‘‘A board composed of directors representing a range of perspectives leads to an environment of collaborative tension that is the essence of good governance. In a room where everyone has different points of view and there is a greater opportunity for cross-pollination of ideas, there are fewer unspoken assumptions, less “group think” and a greater likelihood of innovation. This allows the board to ask the probing questions and tackle the challenging issues, such as risk management and succession planning, which are at the center of good corporate governance.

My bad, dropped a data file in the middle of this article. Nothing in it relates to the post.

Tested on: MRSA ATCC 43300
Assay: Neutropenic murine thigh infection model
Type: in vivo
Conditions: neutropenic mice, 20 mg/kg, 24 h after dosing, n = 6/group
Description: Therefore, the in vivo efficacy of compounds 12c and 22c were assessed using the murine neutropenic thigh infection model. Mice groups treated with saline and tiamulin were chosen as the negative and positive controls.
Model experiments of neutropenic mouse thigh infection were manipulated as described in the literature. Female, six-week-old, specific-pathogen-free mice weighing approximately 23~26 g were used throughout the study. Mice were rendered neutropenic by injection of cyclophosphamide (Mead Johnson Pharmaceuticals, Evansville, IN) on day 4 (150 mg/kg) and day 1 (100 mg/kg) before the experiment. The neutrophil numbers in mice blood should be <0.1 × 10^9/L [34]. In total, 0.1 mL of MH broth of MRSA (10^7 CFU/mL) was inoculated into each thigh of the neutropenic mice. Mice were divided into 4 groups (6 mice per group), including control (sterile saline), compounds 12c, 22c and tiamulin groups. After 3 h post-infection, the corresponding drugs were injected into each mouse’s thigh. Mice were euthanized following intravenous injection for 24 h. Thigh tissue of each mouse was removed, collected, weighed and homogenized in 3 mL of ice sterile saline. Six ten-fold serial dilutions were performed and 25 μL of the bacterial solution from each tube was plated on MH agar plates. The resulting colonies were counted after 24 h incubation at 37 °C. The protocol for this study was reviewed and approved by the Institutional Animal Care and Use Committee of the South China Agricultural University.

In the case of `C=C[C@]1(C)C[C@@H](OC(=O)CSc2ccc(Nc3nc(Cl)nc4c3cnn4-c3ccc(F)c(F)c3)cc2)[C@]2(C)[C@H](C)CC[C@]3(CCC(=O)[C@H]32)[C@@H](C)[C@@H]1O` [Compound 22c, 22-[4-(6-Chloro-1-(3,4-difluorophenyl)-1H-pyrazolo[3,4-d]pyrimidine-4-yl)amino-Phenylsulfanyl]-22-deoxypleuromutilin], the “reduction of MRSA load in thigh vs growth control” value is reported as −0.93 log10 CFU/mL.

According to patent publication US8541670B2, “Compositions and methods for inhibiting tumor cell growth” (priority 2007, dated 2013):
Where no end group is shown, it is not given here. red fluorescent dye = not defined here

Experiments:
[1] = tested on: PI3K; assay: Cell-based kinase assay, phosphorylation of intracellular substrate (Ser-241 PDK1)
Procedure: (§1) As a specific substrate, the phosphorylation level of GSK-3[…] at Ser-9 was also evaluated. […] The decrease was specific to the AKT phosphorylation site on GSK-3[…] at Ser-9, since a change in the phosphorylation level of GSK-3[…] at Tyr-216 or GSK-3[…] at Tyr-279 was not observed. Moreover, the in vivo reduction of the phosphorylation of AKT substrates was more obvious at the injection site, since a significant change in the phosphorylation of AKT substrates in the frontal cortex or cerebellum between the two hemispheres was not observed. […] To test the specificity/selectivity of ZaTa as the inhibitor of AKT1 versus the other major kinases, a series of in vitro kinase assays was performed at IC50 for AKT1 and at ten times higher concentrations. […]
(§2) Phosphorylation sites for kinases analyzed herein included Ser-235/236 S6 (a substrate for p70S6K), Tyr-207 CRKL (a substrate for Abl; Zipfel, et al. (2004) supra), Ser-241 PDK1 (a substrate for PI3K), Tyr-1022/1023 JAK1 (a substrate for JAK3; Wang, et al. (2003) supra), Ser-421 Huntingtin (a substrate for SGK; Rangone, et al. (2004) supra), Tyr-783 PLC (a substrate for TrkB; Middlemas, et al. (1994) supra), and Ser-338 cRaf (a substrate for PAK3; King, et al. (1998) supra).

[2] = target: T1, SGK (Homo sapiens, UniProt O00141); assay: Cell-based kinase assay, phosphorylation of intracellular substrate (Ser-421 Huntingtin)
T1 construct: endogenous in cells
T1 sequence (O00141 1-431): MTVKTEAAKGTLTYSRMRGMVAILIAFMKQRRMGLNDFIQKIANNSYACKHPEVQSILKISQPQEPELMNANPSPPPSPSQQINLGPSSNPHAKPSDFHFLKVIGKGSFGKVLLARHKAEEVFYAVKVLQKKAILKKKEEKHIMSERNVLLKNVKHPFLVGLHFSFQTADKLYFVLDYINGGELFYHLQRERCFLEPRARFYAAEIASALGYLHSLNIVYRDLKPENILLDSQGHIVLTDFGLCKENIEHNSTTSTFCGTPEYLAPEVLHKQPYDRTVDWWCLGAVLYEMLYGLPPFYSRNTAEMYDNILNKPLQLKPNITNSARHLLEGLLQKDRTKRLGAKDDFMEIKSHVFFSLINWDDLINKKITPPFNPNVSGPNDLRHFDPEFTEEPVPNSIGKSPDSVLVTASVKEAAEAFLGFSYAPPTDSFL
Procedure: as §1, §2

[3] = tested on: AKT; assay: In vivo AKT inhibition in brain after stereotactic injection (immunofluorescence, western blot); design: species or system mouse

Gender diversity on public company boards—and meaningful participation by women directors in the boardroom—is steadily increasing. Although the number of women on boards in the United States is growing more slowly than in some other countries, there has never been such consensus and collective effort toward gender diversity at the upper echelons of corporate America. A combination of regulatory, legislative, and investor-driven efforts is likely to accelerate the progress that has been made to date toward greater gender diversity and perhaps, one day, gender parity……….”
Read full publication here: http://www.wlrk.com/webdocs/wlrknew/WLRKMemos/WLRK/WLRK.25194.16.pdf
Source: Harvard Law School Forum on Corporate Governance and Financial Regulation